Doing Diversity and Doing Diversity Right
I’ve been away for a while, and if you’re good kids I will one day tell you what I did while I was away. So now I’m back, and school’s back, so it’s time to talk a bit about diversity in schoolbooks.
Diversity has been a big topic in German debates about schools, most prominently about gays and lesbians. Several states introduced “gender and sexual diversity”, not only as part of sex ed, but also as part of all subjects. You can imagine the uproar about the “gay agenda”, “sexualisation of schoolchildren” and “I don’t want my kid to hear about butt sex”. What was the nefarious plan? Maths books were supposed to have exercises like this:
Paul and John want to get married. Each guest at their wedding eats two pieces of cake. One cake yields 12 pieces. There are 48 guests. How many cakes do Paul and John have to buy?
Now, if that makes you think of butt sex it is clear that the problem is you and your imagination, but it shows that diversity is still a big issue.
Therefore, when I saw my kid’s German book containing children from diverse backgrounds, I was delighted. Not just Peters and Carolines and Theos and Annes. Also Yilmaz and Aische and Giovanni. And illustrations that feature black and brown and Asian and white kids. Because one in ten people here has a migratory background and among kids that percentage is way higher, about 50% in “our” class. Yay for diversity, things are moving.
The more disappointed I was when last weekend my daughter had to read a text from the book. It was meant to be read as a conversation between schoolchildren and while they were racially diverse, they were all male. If you ever taught language classes to children you know that they are very reluctant to read a role that does not conform to their gender. Make a girl read Max and she gets teased. Make a boy read Maxine and you may have a serious fight on your hands. This means that in the lesson where the text is read, the girls will mostly be silent. The teacher is a woman, so one girl may have a speaking role. Given the imbalance of speech time in class, this is bad. Given the message it sends to girls it is double bad. Given the message it sends to immigrant girls we go into WTF were they thinking territory.
This raised my interest: was it just one unfortunate example? So I looked more closely at the book and unfortunately, it’s not. The whole book is a failed attempt at diversity, a failed attempt where teachable moments are ignored and unfortunate stereotypes are being reproduced.
The text that got my attention is the only one of its kind. There is not a mass of dialogues that can be read out aloud with diverse roles for boys and girl, ethnic Germans and children with a migratory background. Only one text where children can assume the role of a character and it shuts the girls up.
Other texts are similar: they touch a topic and then they don’t explore it. One text is about an adopted child. The illustration shows a black boy with white parents and the boy making a paperchain of kids that are half black and half white, but this entire herd of elephants isn’t touched upon in the text. Either the author didn’t intend to talk about a transracial adoption and the illustrator added some “gratitous diversity”, or the author thought that the fact that this was a transracial adoption didn’t matter. Either way, it smells of “colourblindness”.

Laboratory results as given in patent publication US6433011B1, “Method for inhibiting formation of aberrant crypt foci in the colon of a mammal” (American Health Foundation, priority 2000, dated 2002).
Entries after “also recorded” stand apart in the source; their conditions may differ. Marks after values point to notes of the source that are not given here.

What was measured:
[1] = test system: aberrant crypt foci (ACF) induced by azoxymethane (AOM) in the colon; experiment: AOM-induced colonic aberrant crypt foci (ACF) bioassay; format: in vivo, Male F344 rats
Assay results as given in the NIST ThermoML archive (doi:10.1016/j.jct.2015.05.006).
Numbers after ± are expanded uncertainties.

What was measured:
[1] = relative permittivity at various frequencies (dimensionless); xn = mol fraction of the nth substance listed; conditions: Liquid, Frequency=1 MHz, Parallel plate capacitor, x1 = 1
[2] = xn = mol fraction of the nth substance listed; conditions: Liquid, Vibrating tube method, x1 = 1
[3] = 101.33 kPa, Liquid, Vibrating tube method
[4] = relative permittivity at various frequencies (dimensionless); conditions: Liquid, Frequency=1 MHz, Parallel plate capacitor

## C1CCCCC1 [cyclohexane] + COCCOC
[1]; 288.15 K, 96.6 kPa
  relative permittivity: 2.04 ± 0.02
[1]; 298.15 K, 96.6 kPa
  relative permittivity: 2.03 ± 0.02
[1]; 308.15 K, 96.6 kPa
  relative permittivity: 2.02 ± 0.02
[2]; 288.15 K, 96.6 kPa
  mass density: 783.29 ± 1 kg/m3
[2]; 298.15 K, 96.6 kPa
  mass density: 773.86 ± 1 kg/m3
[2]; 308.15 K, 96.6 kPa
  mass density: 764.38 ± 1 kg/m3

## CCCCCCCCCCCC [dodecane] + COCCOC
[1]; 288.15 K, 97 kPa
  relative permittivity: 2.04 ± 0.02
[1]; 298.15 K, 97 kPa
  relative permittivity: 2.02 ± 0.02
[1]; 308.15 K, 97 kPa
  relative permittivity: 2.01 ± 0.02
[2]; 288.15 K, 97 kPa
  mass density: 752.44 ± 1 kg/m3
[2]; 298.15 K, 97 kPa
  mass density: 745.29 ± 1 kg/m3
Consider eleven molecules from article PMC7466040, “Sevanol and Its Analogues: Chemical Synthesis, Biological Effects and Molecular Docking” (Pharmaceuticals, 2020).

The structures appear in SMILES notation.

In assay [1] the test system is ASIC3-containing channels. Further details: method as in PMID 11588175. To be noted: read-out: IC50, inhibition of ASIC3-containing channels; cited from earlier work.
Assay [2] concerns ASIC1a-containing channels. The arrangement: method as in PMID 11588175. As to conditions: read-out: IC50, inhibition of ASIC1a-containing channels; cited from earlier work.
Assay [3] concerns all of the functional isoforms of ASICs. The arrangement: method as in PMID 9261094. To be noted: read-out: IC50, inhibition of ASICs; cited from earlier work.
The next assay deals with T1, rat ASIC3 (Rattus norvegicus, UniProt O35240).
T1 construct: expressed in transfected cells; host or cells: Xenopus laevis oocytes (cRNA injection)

The last example I want to cover is about boys, girls and consent. The girls chase a particular boy on the schoolyard to kiss him. The boy’s protests are dismissed, the protagonist girl even tells her mother that he only acts as if he doesn’t like it. Apart from the fact that the gender roles are more likely to be reversed, there’s no solution to the issue of consent here. The mother (of course the mother) doesn’t have a conversation about touching and kissing people who don’t want to be touched or kissed. In the end the boy gets kissed again, this time by another girl, but it turns out he would not have minded our protagonist girl so much. I correct myself: The issue of consent is dismissed in favour of dangerous messages about “playing hard to get”.
I could list many more examples where differences are not explored as if they didn’t exist, as if it were not important for children if their skin is white or black. Culture and customs are almost exclusively ethnic German, when other cultures are mentioned, they are exoticised, the exception and not really part of us and here and now. Short poems, rhymes, etc. almost exclusively feature male characters. Many of the “classical” stories are deeply problematic in terms of gender or race, like Le Petit Nicolas. In short, the book is lacking, and it is lacking most where it tried.
Americans have a saying that all the blacks are men and all the women are white. This book reminded me of this saying. The authors and illustrators clearly thought about diversity, but they didn’t think it through. They didn’t consider issues of how the child characters’ origin would influence the child characters and the stories, how they could integrate aspects of other cultures as a normal fact of life as it is to those of us living in a diverse world. Where there is diversity, such as the racial diversity in the text that got me started, it is only one aspect. It’s either race OR gender and, if I as a white woman don’t feel represented by white men, and if my white daughters don’t feel represented by white boys, why should Women of Colour feel represented by white women OR Men of Colour? Nobody is saying that there always has to be one character of each possible variety. We’re not playing Noah’s Diversity Ark, but a better mix would be in order. Authors need to think about more than one issue and frankly, they often need to think more, because I can only hope that my daughter’s class is going to skip the “kiss the boy” text.
So, what’s your experience with diversity in books?